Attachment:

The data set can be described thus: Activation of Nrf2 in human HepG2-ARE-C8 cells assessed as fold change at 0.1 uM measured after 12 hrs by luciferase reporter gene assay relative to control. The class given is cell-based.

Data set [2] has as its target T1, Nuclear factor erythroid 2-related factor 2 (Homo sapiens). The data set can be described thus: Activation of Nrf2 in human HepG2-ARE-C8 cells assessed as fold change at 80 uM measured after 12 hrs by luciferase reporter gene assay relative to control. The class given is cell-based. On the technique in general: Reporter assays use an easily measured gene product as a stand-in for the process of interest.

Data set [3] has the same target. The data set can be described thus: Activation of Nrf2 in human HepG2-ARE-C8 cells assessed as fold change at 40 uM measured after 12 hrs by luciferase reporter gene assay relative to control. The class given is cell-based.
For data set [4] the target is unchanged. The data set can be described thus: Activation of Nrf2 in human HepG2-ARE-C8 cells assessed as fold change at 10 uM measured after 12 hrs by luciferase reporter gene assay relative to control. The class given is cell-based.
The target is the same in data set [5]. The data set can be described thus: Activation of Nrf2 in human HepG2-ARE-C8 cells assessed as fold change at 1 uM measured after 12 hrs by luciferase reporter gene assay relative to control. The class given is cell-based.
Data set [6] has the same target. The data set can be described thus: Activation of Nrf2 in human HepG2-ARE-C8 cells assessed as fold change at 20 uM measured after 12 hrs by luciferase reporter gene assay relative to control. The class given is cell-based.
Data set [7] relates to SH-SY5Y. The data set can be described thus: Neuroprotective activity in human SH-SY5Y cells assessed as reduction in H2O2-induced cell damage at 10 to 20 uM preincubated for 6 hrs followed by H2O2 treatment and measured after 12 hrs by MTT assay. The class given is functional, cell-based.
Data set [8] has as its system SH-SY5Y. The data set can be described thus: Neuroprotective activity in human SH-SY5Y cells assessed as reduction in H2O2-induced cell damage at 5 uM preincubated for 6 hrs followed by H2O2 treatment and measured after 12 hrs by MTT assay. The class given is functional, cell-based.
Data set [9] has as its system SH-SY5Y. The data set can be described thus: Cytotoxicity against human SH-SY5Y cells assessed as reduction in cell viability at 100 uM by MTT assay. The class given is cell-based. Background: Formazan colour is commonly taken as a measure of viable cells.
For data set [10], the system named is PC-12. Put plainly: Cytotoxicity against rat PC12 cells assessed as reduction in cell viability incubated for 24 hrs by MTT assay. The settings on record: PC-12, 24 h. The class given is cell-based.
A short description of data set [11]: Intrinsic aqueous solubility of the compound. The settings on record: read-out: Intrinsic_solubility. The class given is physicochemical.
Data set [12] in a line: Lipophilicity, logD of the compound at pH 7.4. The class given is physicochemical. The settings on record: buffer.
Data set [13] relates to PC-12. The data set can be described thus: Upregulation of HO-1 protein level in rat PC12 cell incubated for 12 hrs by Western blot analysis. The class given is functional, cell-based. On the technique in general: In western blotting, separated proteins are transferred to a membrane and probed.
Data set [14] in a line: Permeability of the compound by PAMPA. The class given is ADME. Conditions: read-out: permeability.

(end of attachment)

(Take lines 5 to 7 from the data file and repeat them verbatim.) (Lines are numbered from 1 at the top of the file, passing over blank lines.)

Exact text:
The target is the same in data set [5]. The data set can be described thus: Activation of Nrf2 in human HepG2-ARE-C8 cells assessed as fold change at 1 uM measured after 12 hrs by luciferase reporter gene assay relative to control. The class given is cell-based.
Data set [6] has the same target. The data set can be described thus: Activation of Nrf2 in human HepG2-ARE-C8 cells assessed as fold change at 20 uM measured after 12 hrs by luciferase reporter gene assay relative to control. The class given is cell-based.
Data set [7] relates to SH-SY5Y. The data set can be described thus: Neuroprotective activity in human SH-SY5Y cells assessed as reduction in H2O2-induced cell damage at 10 to 20 uM preincubated for 6 hrs followed by H2O2 treatment and measured after 12 hrs by MTT assay. The class given is functional, cell-based.